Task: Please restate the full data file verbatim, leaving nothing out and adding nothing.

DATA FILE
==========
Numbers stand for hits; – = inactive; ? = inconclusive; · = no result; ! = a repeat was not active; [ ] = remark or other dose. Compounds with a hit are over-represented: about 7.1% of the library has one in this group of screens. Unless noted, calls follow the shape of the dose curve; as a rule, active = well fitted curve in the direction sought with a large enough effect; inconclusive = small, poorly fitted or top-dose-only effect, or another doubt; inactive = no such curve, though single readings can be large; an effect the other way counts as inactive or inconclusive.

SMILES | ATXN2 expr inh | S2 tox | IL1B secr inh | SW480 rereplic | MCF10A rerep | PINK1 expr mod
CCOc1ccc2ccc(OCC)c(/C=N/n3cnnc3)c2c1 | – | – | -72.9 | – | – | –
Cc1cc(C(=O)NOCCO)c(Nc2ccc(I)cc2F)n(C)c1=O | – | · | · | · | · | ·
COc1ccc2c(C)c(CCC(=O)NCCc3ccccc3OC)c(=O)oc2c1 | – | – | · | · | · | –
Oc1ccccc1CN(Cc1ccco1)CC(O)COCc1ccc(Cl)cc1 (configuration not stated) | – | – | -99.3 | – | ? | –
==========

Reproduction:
Numbers stand for hits; – = inactive; ? = inconclusive; · = no result; ! = a repeat was not active; [ ] = remark or other dose. Compounds with a hit are over-represented: about 7.1% of the library has one in this group of screens. Unless noted, calls follow the shape of the dose curve; as a rule, active = well fitted curve in the direction sought with a large enough effect; inconclusive = small, poorly fitted or top-dose-only effect, or another doubt; inactive = no such curve, though single readings can be large; an effect the other way counts as inactive or inconclusive.

SMILES | ATXN2 expr inh | S2 tox | IL1B secr inh | SW480 rereplic | MCF10A rerep | PINK1 expr mod
CCOc1ccc2ccc(OCC)c(/C=N/n3cnnc3)c2c1 | – | – | -72.9 | – | – | –
Cc1cc(C(=O)NOCCO)c(Nc2ccc(I)cc2F)n(C)c1=O | – | · | · | · | · | ·
COc1ccc2c(C)c(CCC(=O)NCCc3ccccc3OC)c(=O)oc2c1 | – | – | · | · | · | –
Oc1ccccc1CN(Cc1ccco1)CC(O)COCc1ccc(Cl)cc1 (configuration not stated) | – | – | -99.3 | – | ? | –